Sødal is a professor of Christian history at the University of Agder (UiA).

Sackcloth and ashes come from the Bible, and on Ash Wednesday, it was customary to dress in sackcloth and ashes. This was to remind people of their earthly origins and the transient life on Earth that will one day come to an end.

Helje Kringlebotn Sødal,  professor i kristendomshistorie ved Universitetet i Agder (UiA)
"The rules were quite tough," Helje Kringlebotn Sødal says.

Sødal notes that Catholic traditions in many ways had a bodily aspect that was also educational. People experienced with their bodies what the liturgy, hymns, and preaching were about.

“During the Middle Ages, they used to sprinkle ash in their hair. You were not supposed to wash yourself until Easter. You were meant to scratch your head to remember Jesus’ suffering and to focus your thoughts on Easter,” says Sødal.

Interfering with daily life 

Sødal says that the strict rules of fasting were among the reasons why farmers and Vikings struggled to embrace Christianity.

“For most people, the rules were quite tough. Meat had the most nutrition and calories, but it was not allowed to be eatem. You could also not get married during this period. And you had to abstain from sex,” says Sødal.

Regulations and restrictions during the fasting period were one of the reasons why Vikings and farmers found it hard to accept the new faith in the early Christianisation period around 700-1000.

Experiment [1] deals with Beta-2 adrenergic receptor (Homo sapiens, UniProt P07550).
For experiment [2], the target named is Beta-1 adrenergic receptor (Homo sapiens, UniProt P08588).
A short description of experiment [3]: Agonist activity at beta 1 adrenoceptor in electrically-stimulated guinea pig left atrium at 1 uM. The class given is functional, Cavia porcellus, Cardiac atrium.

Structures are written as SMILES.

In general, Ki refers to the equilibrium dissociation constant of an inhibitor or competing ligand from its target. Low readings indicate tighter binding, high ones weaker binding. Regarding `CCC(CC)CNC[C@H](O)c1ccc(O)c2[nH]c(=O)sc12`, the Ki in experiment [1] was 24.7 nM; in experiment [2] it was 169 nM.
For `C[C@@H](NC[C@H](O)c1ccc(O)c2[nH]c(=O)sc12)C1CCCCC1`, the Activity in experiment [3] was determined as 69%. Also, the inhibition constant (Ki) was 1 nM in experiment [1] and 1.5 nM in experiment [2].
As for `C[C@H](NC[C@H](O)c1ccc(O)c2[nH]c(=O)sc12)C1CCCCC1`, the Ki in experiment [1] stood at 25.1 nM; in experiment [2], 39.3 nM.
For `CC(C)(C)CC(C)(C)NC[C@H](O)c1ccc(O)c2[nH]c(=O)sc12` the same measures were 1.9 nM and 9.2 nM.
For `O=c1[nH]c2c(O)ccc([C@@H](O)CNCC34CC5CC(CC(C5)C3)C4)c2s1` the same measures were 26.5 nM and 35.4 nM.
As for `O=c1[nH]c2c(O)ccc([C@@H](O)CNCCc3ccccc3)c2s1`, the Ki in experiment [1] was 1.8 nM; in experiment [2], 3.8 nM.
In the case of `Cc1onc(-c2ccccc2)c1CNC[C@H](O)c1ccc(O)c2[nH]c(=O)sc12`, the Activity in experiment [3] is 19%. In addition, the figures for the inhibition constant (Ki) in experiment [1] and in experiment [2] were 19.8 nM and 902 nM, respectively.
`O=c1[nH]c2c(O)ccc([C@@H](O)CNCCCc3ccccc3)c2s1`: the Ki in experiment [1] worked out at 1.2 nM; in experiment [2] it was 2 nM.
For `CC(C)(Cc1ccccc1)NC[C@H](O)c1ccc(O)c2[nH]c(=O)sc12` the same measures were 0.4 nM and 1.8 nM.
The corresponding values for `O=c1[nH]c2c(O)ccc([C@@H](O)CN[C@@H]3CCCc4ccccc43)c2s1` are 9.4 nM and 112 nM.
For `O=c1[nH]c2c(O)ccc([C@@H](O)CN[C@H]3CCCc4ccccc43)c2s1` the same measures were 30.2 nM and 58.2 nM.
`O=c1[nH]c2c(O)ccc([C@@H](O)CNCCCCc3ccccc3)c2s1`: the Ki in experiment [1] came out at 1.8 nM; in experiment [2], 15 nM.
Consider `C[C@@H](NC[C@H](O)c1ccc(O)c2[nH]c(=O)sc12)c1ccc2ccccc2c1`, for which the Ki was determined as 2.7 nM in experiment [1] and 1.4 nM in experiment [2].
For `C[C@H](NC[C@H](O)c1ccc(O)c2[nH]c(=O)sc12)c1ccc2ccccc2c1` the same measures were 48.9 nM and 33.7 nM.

“The new faith had a very regulatory impact on people’s lives. Fasting and moderation were a concrete and clear expression of faith. You had to change your lifestyle. But it helped that people did it together,” says Sødal.

The Gulating law conveyed the Catholic regulations. There was a prohibition on eating meat, a prohibition on getting married, and a prohibition on having sex. Fines were imposed if you broke the law.

Church and folk traditions 

‘Fastelavn’ eventually became a common term for Shrove Sunday, Shrove Monday, and Fat Tuesday. These days were usually three days of festive celebrations before Ash Wednesday and the fasting period.

In Southern Europe, carnival was common. Carnival means ‘farewell to meat’, and it meant a farewell to meat, both in terms of food and sex. But first, there was a festival.